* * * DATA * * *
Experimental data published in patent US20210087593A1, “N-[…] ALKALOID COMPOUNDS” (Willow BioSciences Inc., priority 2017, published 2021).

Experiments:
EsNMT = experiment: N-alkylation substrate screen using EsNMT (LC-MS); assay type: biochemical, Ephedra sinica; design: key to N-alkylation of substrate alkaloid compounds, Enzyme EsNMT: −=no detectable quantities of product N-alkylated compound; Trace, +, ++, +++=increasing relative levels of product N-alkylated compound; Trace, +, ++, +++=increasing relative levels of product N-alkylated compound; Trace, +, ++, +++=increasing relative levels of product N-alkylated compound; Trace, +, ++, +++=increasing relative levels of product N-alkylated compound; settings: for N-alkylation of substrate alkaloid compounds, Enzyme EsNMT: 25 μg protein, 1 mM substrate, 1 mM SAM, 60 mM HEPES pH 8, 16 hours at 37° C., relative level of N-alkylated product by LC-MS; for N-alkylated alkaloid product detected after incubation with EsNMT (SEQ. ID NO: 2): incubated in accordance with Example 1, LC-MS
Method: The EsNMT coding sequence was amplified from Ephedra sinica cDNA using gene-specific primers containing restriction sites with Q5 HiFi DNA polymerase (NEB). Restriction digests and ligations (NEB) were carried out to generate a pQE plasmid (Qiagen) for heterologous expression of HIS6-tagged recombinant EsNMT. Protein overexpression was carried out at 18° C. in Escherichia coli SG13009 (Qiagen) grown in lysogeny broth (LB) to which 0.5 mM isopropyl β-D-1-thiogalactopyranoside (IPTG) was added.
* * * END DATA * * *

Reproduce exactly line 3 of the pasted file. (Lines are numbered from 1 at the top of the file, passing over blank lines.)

EsNMT = experiment: N-alkylation substrate screen using EsNMT (LC-MS); assay type: biochemical, Ephedra sinica; design: key to N-alkylation of substrate alkaloid compounds, Enzyme EsNMT: −=no detectable quantities of product N-alkylated compound; Trace, +, ++, +++=increasing relative levels of product N-alkylated compound; Trace, +, ++, +++=increasing relative levels of product N-alkylated compound; Trace, +, ++, +++=increasing relative levels of product N-alkylated compound; Trace, +, ++, +++=increasing relative levels of product N-alkylated compound; settings: for N-alkylation of substrate alkaloid compounds, Enzyme EsNMT: 25 μg protein, 1 mM substrate, 1 mM SAM, 60 mM HEPES pH 8, 16 hours at 37° C., relative level of N-alkylated product by LC-MS; for N-alkylated alkaloid product detected after incubation with EsNMT (SEQ. ID NO: 2): incubated in accordance with Example 1, LC-MS